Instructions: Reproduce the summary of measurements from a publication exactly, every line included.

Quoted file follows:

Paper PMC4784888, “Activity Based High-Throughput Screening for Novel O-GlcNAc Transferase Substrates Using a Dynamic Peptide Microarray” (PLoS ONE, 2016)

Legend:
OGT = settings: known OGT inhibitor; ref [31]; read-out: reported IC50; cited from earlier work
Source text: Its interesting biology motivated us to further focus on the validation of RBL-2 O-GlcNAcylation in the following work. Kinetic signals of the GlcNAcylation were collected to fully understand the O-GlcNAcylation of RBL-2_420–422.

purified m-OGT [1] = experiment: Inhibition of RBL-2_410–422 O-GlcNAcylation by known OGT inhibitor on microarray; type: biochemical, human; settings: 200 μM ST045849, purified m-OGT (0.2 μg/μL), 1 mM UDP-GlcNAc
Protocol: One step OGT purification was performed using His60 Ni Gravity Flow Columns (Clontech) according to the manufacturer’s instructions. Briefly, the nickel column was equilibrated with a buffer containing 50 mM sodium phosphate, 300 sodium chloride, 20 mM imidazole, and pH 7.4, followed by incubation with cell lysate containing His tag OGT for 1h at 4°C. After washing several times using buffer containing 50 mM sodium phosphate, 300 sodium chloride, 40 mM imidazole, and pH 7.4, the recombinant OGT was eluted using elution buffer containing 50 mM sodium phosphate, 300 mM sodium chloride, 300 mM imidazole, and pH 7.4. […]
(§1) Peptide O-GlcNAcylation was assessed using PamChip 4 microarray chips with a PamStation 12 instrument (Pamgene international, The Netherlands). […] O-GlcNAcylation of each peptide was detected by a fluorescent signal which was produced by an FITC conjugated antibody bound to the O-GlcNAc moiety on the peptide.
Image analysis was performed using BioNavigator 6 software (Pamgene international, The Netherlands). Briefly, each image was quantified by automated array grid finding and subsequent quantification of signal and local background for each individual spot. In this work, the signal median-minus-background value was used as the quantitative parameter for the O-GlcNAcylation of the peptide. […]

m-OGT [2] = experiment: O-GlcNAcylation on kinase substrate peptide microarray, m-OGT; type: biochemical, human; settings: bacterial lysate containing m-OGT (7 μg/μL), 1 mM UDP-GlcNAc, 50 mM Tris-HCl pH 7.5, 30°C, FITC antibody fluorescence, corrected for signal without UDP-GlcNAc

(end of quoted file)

Paper PMC4784888, “Activity Based High-Throughput Screening for Novel O-GlcNAc Transferase Substrates Using a Dynamic Peptide Microarray” (PLoS ONE, 2016)

Legend:
OGT = settings: known OGT inhibitor; ref [31]; read-out: reported IC50; cited from earlier work
Source text: Its interesting biology motivated us to further focus on the validation of RBL-2 O-GlcNAcylation in the following work. Kinetic signals of the GlcNAcylation were collected to fully understand the O-GlcNAcylation of RBL-2_420–422.

purified m-OGT [1] = experiment: Inhibition of RBL-2_410–422 O-GlcNAcylation by known OGT inhibitor on microarray; type: biochemical, human; settings: 200 μM ST045849, purified m-OGT (0.2 μg/μL), 1 mM UDP-GlcNAc
Protocol: One step OGT purification was performed using His60 Ni Gravity Flow Columns (Clontech) according to the manufacturer’s instructions. Briefly, the nickel column was equilibrated with a buffer containing 50 mM sodium phosphate, 300 sodium chloride, 20 mM imidazole, and pH 7.4, followed by incubation with cell lysate containing His tag OGT for 1h at 4°C. After washing several times using buffer containing 50 mM sodium phosphate, 300 sodium chloride, 40 mM imidazole, and pH 7.4, the recombinant OGT was eluted using elution buffer containing 50 mM sodium phosphate, 300 mM sodium chloride, 300 mM imidazole, and pH 7.4. […]
(§1) Peptide O-GlcNAcylation was assessed using PamChip 4 microarray chips with a PamStation 12 instrument (Pamgene international, The Netherlands). […] O-GlcNAcylation of each peptide was detected by a fluorescent signal which was produced by an FITC conjugated antibody bound to the O-GlcNAc moiety on the peptide.
Image analysis was performed using BioNavigator 6 software (Pamgene international, The Netherlands). Briefly, each image was quantified by automated array grid finding and subsequent quantification of signal and local background for each individual spot. In this work, the signal median-minus-background value was used as the quantitative parameter for the O-GlcNAcylation of the peptide. […]

m-OGT [2] = experiment: O-GlcNAcylation on kinase substrate peptide microarray, m-OGT; type: biochemical, human; settings: bacterial lysate containing m-OGT (7 μg/μL), 1 mM UDP-GlcNAc, 50 mM Tris-HCl pH 7.5, 30°C, FITC antibody fluorescence, corrected for signal without UDP-GlcNAc